(e)Most graves have a space of a Tefach between the body and the ceiling of the grave (Berachos 19b). If the grave is completely sealed on all sides, it is called a "Kever Sasum." The Tum'ah inside it fills the entire Kever and is likewise Boka'as v'Olah, Boka'as v'Yoredes until something is Chotzetz above it. A grave that has an open space of a Tefach at the side is not a Kever Sasum, and the Tum'ah within it is prevented from rising above the ceiling of the grave (Ohalos 3:7). In this case, the Tefach above the body is Chotzetz.

(f)Sechachos describe the situation of trees that are next to the road to a cemetery. It may happen that bodies are buried under these trees if the funeral procession was not able to reach the cemetery before dark. In a situation when it is known that certain branches of a tree hang over a grave ("Mesache'ach Al ha'Kever"), but it is not known which ones, the Kusim are not believed to report which branches have no grave under them.

(g)Pera'os describe a similar situation to Sechachos except that the objects that are creating the Ohel are stones protruding from a wall ("Mufra'os," "wild [unevenly placed stones]"). The Kusim are likewise not believed to say which stones have no grave under them.

21)[last line]בית הפרסBEIS HA'PRAS

(a)Beis ha'Peras is a general term referring to a field or an area that the Rabanan decreed to be treated as though it were Tamei, in certain respects. The Mishnayos in Ohalos (18:1-4) explain that there are three specific types of Beis ha'Peras:

1.A field in which a grave was plowed over, scattering the bones in all directions. Such a field may be planted with trees, but not with vegetables or grains. Its earth can make a person Tamei through Maga or Masa.

2.A field (that is a Reshus ha'Rabim; TOSFOS to Kesuvos 24b; RASH to Ohalos 18:3) in which a grave is known to exist but it became lost and cannot be located. In such a field, trees may not be planted but vegetables or grains may be planted. It can make a person Tamei through Ohel (and according to some Girsa'os, through Maga and Masa as well).

3.A field on the edge of a town where a corpse was brought [and mourned] before burial. Such a field may neither be planted nor sown with vegetables or grains (but its earth is not Tamei if removed from its place). There are a number of reasons why the Rabanan might have made such a field Tamei:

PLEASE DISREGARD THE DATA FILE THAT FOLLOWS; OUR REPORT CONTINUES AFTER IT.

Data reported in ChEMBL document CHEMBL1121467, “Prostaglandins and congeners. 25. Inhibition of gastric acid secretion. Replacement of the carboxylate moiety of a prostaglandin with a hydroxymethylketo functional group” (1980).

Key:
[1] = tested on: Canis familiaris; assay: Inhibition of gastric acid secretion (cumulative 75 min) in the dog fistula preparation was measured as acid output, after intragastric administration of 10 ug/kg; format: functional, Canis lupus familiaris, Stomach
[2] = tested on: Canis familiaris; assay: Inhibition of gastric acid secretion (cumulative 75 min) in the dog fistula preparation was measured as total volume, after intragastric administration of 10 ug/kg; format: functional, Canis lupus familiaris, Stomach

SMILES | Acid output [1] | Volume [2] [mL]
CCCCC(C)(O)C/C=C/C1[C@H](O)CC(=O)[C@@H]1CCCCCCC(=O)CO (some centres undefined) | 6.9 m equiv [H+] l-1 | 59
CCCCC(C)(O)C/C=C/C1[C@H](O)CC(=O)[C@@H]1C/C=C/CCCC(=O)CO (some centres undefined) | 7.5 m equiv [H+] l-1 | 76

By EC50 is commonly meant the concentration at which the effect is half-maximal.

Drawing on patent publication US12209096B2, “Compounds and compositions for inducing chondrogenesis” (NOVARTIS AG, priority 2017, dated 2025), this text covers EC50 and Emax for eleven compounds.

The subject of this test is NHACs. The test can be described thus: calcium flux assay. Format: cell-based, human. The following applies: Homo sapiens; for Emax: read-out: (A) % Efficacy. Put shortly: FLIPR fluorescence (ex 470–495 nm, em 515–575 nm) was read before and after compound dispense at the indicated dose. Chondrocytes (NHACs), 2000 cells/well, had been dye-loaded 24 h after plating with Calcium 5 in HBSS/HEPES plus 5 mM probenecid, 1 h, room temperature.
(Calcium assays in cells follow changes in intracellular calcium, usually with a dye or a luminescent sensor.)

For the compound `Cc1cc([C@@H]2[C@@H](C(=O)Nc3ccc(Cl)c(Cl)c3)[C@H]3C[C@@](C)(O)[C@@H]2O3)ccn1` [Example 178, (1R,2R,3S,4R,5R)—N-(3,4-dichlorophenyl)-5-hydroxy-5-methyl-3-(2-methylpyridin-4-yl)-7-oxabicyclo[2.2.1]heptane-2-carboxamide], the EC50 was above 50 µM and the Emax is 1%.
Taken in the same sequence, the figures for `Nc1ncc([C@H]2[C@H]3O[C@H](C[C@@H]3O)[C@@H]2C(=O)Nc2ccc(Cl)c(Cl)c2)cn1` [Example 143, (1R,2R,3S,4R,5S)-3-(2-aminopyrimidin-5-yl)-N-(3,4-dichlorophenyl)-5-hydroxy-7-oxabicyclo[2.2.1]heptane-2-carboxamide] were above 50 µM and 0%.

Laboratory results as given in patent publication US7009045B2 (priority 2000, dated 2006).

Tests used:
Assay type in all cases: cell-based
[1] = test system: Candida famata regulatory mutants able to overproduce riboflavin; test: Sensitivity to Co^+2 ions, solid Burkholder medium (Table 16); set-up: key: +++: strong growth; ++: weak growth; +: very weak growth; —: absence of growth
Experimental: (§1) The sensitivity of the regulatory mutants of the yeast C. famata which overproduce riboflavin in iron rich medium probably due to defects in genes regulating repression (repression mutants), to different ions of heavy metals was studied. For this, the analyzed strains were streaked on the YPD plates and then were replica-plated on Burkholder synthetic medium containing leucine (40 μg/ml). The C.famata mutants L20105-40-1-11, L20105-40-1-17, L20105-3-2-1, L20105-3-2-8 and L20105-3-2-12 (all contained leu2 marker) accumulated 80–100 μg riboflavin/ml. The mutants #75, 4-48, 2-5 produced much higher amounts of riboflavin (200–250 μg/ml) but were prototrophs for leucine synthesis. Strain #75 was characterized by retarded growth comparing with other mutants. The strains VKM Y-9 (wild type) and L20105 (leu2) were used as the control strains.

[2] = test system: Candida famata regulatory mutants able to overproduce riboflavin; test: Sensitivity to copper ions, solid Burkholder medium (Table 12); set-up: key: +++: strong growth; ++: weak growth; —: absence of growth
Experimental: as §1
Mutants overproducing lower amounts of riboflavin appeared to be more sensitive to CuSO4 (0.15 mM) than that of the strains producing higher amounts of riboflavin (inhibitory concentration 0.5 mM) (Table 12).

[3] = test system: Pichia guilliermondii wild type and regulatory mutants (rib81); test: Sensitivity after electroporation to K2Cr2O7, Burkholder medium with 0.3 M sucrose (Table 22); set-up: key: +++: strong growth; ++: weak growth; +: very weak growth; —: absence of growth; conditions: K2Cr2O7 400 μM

i.Part of a corpse may have become dislodged and fallen there (RASHI to Moed Katan 5b DH Mishum Ye'ush) [or that an entire corpse may have inadvertently been left behind there - MEIRI ibid.].

ii.Alternatively, since a corpse is commonly found there, the Rabanan instituted that the area not be sown or planted, so as not to attract people to the area who will become Teme'im and spread Tum'ah. (PERUSH HA'MISHNAYOS of the Rambam to Ohalos 18:4)

iii.The prohibition against planting or sowing such a field has nothing to do with Tum'ah whatsoever. Rather, it involves a question of ownership. Since the community has made it their practice to mourn for and eulogize the dead in this field and the original owner did not protest this practice, he loses all rights to the land. The former owner cannot later decide to plant the field and deny the community the right to use it as a place for public mourning. (RITVA, RASH to Ohalos 18:4 and many Rishonim — see VILNA GA'ON to Choshen Mishpat 377:2)

(b)The Bartenura offers three explanations as to why the word "Peras" was used to describe these fields: 1. Tum'ah spreads (Pores) out in all directions from the field; 2. Bones that are broken (Perusim) are strewn in the field. (These first two explanations only apply to the first of the three types of Beis ha'Peras mentioned above, 1); 3. People's feet (Parsos) stay away from the area because of its Tum'ah.

(c)In the first type of Beis ha'Peras (a field with a burial plot that has been plowed), the Rabanan decreed that the field is Metamei in every direction from the grave for the length of the furrow of a plow, which is 50 Amos. This results in an area 100 Amos by 100 Amos around the grave (RASH to Ohalos 17:1). The Rabanan instituted a way to remove the Tum'ah from the area that was plowed (in certain cases) by blowing the dirt of each section of the field to check for small pieces of bone.

OTHER D.A.F. RESOURCES
ON THIS DAF